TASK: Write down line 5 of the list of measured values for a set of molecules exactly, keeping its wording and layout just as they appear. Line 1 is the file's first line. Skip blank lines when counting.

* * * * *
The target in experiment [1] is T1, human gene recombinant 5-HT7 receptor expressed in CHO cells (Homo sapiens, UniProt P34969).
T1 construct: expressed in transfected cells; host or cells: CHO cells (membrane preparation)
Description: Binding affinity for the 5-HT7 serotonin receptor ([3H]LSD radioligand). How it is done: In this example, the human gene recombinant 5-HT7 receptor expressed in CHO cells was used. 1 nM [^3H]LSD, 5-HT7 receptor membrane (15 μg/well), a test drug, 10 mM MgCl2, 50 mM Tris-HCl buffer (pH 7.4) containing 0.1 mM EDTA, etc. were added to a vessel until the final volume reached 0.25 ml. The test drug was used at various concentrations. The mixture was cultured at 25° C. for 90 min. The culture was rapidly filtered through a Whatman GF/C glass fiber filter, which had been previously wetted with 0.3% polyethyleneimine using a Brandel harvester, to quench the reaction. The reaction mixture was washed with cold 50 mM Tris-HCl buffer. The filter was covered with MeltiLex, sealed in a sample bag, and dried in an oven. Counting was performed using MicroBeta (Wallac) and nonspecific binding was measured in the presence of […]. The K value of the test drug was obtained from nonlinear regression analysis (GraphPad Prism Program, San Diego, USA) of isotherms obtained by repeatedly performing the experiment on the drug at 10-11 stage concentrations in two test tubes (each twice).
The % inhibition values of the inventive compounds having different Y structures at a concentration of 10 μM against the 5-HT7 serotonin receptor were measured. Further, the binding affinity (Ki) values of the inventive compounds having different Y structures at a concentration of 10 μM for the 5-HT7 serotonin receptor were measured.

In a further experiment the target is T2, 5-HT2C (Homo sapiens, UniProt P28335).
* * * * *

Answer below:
In a further experiment the target is T2, 5-HT2C (Homo sapiens, UniProt P28335).